Here’s Young’s answer to that last question:
Rather than marching on Washington and in other locations around the country, I suggest that my fellow scientists march into local civic groups, churches, schools, county fairs and, privately, into the offices of elected officials. Make contact with that part of America that doesn’t know any scientists. Put a face on the debate. Help them understand what we do, and how we do it.
What he doesn’t explain is why he thinks this 1-on-1 strategy will be better received than a mass march. Why won’t it lead to the same degree of conservative rejection and disbelief?
There’s one answer that seems likely: A march implies an organized effort to influence policy – which means that scientists only seem non-threatening when conservatives don’t think they’re trying to make public policy based on science. When scientists share their knowledge in private conversations, if it’s less threatening, it’s precisely because you can listen to them or dismiss them as you see fit.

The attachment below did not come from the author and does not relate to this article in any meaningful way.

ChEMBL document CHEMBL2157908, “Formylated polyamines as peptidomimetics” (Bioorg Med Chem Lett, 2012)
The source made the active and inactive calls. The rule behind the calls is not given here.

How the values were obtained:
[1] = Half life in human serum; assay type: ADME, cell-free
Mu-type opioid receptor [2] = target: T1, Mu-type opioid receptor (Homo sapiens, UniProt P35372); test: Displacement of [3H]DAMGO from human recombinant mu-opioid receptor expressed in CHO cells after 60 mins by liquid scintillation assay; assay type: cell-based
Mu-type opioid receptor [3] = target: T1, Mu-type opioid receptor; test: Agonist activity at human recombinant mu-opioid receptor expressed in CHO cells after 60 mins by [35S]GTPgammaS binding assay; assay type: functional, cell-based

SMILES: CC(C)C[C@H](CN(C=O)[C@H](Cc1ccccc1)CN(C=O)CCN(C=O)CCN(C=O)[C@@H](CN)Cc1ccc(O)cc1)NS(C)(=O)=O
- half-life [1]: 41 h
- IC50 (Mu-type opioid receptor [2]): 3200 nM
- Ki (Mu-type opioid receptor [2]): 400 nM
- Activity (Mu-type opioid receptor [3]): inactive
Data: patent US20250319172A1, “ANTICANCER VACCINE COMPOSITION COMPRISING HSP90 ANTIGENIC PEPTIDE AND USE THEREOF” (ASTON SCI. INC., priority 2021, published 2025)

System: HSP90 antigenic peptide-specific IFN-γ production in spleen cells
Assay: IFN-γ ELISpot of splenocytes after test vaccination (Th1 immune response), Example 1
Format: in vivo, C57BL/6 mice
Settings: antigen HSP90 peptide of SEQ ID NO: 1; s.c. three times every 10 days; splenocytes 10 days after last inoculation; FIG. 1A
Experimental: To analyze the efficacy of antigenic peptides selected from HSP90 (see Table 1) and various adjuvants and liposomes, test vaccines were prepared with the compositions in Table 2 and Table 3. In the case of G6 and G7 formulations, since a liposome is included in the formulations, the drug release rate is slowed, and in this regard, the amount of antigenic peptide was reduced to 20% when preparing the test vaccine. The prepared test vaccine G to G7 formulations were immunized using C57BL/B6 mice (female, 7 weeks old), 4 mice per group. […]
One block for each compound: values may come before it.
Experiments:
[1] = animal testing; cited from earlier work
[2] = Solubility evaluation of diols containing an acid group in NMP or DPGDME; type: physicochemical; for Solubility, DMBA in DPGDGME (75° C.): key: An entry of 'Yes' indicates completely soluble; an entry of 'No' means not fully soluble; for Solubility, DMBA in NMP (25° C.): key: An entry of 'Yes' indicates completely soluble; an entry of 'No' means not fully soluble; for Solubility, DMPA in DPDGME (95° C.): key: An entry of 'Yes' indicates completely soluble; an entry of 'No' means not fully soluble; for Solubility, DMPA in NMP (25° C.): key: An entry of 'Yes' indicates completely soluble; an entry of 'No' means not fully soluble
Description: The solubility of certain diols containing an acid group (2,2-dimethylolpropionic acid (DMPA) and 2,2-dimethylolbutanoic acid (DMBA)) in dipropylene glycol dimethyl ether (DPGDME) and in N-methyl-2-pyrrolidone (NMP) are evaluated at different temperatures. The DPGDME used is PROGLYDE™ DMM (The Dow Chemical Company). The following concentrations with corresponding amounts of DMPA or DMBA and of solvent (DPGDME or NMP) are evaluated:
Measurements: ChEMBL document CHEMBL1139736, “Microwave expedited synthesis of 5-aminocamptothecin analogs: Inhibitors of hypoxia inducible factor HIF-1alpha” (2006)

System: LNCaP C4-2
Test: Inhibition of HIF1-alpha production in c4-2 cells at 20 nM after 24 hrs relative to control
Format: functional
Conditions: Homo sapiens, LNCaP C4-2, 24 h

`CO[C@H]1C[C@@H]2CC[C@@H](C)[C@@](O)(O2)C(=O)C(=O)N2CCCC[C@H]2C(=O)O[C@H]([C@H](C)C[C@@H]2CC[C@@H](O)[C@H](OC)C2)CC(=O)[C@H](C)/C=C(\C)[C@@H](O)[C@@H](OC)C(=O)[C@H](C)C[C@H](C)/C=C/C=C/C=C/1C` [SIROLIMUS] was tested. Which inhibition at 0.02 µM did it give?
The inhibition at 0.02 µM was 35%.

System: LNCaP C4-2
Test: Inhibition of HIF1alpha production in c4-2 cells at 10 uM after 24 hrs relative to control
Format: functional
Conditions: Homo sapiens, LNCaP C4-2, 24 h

But coddling the ignorant, waiting patiently for them to come around, is a luxury we no longer have. The stakes are too high, the time is too short, and the consequences of a non-science-based public policy would be disastrous. That’s why it’s encouraging to see evidence that many more scientists are rejecting this quietist approach:
A political action committee that seeks to get more scientists and engineers to run for elective office, 314 Action, has seen a surge of interest in its programs, with more than 2,000 people registering at its website. The group is planning a training program for scientist-candidates, whether they want to run for local or state offices or Congress.
I wish an event as dire as the election of Donald Trump wasn’t what it took to galvanize the scientific community into action, but I’m glad to see it, nevertheless. I don’t expect we’ll have a majority of scientists in Congress any time soon – but you’ve got to admit, it would be a sight worth holding out for.